Built in 1848, the Nazrey African Methodist Episcopal Church was a terminus of the Underground Railroad, built by hand to serve Amherstburg’s growing Black community. Many people fleeing slavery and oppressed Blacks first felt true freedom within her walls.
It is named after Bishop Nazery, who led many congregations, including this one, from the American-based AME Church Conference into the new Canadian-based British Methodist Episcopal Church. The denomination flourished until the late 19th century when many dwindling congregations consolidated and reunited with the AME Church.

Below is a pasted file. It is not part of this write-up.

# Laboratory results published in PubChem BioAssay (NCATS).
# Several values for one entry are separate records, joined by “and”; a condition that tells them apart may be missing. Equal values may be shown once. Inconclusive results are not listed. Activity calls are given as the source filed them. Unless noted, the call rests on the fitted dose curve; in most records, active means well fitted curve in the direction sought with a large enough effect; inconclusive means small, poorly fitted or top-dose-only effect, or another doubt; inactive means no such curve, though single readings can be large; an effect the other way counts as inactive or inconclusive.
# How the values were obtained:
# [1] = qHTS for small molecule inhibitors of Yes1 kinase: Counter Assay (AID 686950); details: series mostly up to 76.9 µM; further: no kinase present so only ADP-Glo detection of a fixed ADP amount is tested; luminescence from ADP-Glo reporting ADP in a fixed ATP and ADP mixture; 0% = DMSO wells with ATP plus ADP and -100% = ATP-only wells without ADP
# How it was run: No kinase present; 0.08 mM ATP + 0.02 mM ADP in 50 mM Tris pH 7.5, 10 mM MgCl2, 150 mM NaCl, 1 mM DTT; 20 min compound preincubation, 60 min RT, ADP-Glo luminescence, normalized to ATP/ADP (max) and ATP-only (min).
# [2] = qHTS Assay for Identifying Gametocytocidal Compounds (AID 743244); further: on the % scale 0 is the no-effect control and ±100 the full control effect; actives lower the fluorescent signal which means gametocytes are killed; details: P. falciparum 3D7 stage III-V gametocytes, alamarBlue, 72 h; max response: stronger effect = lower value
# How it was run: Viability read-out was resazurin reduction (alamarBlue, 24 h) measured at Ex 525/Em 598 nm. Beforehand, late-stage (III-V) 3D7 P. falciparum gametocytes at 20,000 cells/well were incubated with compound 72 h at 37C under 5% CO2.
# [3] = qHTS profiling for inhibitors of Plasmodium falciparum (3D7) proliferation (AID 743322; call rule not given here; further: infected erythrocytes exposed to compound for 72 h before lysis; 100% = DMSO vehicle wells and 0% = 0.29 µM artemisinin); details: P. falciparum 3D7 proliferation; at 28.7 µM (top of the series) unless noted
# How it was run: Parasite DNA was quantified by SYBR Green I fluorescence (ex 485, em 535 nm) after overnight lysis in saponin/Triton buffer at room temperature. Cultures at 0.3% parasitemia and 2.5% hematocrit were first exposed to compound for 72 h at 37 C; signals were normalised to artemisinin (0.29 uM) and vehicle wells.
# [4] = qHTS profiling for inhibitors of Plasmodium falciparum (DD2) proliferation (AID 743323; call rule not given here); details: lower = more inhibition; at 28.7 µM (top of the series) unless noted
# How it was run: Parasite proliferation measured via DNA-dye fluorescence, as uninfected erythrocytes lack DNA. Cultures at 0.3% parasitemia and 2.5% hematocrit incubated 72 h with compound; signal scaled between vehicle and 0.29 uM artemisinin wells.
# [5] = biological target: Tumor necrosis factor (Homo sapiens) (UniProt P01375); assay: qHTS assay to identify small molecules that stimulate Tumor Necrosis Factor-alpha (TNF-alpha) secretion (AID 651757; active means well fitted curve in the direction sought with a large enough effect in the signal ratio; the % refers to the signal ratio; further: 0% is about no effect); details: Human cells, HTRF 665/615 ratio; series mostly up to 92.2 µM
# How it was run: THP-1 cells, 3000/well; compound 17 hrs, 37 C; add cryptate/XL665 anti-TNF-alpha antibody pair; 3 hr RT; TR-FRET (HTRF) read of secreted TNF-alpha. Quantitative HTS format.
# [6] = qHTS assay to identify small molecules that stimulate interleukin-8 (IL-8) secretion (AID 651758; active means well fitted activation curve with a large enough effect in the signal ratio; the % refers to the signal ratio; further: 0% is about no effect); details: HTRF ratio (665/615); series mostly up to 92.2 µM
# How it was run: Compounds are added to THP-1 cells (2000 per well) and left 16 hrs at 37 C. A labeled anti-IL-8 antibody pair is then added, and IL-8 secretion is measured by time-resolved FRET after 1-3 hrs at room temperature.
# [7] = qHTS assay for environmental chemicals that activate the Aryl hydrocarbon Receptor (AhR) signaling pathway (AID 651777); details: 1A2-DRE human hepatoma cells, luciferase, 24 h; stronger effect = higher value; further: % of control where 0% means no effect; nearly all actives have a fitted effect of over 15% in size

After crossing the Detroit River to Amherstburg, which is one of the narrowest Detroit River points of entry, these individuals became people in a nation, where they were recognized and respected, some perhaps for the first time, as human beings.
Upon arrival in Amherstburg they found that Nazrey played a significant role in their new lives, offing itself as an interim resting place until permanent housing could be found. The church also served as a school to educate those who had been denied that privilege, and social centre where numerous everyday skills would be taught.
This evocative stone chapel speaks to the faith of the Underground Railroad refugees and to their commitment to build lives as free Canadians. The Nazrey A.M.E. Church is now a treasured National Historic site.